Genny Barbour is a 16-year-old high school student in New Jersey with epilepsy and autism. The Barbours began administering drops of homemade cannabis oil to Genny in the morning, after school, and at bedtime. They said that, in addition to affecting her seizures, Genny became more attentive, gentle, and verbal, according to Yahoo Parenting. The Barbours indicated that Genny is finally seizure free after a doctor prescribed her cannabis.
Roger Barbour, who is an attorney, is suing his daughter Genny’s New Jersey school district, which won’t allow her to take needed cannabis-oil treatments. The problem? The Maple Shade school district determined she could not take the medication on school grounds because that would violate federal laws for drug-free school zones, according to the Daily News.
The state Department of Education found in the school district’s favor, and Roger Barbour is appealing that decision. Lora Barbour, Genny’s mother, stated the following, according to the Daily News.
“To me it’s a prescription. To me it’s an order from a doctor that gave my daughter a prescription to have medicine at school.”
Although the school district offered to allow Lora Barbour to take Genny off of school district property to administer the cannabis oil, the family rejected that option, saying that would be too disruptive to her school day, because she has the oil administered multiple times. Roger Barbour stated the following, according to Yahoo Parenting.
“She could have Valium or oxycodone, but not medical marijuana. Other children can take their medicine. My daughter cannot. My daughter is a citizen of this state, and this is a violation of her state and federal constitutional rights.”
This could be a landmark case with far-reaching effect. There are two conflicting laws, as the judge that initially found for the school district, pointed out. The federal Drug Free School Act bars illegal drugs from school property, whereas the New Jersey Compassionate Use Medical Marijuana Act allows patients, including minors, to receive medical cannabis with a doctor’s approval.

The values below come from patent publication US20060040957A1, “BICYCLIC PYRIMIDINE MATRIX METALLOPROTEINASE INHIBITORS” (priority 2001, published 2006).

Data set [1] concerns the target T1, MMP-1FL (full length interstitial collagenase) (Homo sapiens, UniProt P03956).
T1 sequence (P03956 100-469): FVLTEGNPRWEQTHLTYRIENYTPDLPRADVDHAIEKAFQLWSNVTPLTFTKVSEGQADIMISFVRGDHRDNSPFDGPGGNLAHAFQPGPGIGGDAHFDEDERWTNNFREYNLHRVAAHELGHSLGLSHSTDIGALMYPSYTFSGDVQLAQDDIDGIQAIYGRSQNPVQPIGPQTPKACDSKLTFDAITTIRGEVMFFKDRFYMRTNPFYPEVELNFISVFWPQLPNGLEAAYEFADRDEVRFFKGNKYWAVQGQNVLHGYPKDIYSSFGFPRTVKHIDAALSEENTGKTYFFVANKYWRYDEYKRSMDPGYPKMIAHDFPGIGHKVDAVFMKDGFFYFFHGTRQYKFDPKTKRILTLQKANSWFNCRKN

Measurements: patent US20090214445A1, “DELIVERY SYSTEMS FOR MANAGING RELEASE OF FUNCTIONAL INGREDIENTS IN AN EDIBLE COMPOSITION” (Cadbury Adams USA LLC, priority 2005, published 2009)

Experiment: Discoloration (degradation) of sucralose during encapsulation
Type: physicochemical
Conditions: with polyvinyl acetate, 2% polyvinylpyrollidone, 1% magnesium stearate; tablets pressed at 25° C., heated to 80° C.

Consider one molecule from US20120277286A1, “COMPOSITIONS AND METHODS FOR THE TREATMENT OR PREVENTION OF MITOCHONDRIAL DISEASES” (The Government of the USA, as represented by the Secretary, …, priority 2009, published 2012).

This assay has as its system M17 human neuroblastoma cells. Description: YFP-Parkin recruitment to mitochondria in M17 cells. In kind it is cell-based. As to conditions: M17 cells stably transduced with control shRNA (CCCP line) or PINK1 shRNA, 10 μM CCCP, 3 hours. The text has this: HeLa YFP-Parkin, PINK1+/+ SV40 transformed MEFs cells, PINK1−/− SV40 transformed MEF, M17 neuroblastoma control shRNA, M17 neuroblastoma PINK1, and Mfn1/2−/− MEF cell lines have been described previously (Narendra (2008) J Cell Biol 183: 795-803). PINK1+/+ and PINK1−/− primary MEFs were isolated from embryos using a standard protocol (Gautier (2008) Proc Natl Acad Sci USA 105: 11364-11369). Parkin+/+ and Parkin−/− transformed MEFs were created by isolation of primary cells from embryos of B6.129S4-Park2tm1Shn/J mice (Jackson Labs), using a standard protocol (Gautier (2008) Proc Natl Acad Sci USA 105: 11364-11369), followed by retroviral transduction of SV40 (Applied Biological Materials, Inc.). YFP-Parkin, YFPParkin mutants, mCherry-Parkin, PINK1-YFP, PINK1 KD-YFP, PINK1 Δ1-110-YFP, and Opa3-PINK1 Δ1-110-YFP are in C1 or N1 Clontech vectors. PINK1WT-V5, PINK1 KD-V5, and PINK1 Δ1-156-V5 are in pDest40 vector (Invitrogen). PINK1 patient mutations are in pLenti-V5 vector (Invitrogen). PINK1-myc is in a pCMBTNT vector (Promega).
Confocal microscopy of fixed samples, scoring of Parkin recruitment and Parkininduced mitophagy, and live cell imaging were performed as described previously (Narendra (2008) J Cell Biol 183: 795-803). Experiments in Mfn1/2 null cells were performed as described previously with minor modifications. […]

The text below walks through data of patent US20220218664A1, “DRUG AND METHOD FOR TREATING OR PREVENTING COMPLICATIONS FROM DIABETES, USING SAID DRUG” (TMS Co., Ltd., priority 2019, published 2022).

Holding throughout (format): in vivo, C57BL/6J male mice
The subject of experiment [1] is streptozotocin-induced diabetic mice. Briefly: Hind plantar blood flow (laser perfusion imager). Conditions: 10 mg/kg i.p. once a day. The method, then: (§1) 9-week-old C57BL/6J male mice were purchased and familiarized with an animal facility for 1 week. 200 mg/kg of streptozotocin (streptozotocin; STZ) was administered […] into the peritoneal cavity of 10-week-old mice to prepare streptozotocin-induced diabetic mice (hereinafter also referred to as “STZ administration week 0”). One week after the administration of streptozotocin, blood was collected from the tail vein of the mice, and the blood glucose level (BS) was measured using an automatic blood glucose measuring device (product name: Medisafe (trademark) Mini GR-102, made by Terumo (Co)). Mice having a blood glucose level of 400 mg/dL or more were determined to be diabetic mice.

In the instant case, Genny was prescribed cannabis oil by a doctor. Genny attends the Larc School, a private school for children with developmental disabilities, but for now, is only attending half days so that she gets her fourth dose of cannabis oil treatment.
Allen St. Pierre, the executive director of NORML (National Organization to Reform Marijuana Laws), believes that there is still a social stigma surrounding the drug, and has stated the following, according to Yahoo Parenting.
“These kids are not smoking blunts or bongs, but using delivery methods that look like what we have for any other kinds of drugs, usually taken orally. If only we can strip away the ‘reefer madness,’ and realize we are discussing a medicine, like any medicine, that kids may need to take to school… The parents, child, and physician are caught between two arguably bad laws.”
In another case involving cannabis oil, David Hibbitt had cancer and was given only 18 months to live. He had gone through arduous chemotherapy and radiotherapy sessions prior to surgery to remove his large bowel, none of which were successful. He indicated that friends suggested that he try cannabis oil, which he stated cured him, according to an article in the Inquisitr.
Do you think that Genny should be able to take the cannabis oil, while on school property, that was prescribed for her? Please leave your comments below.
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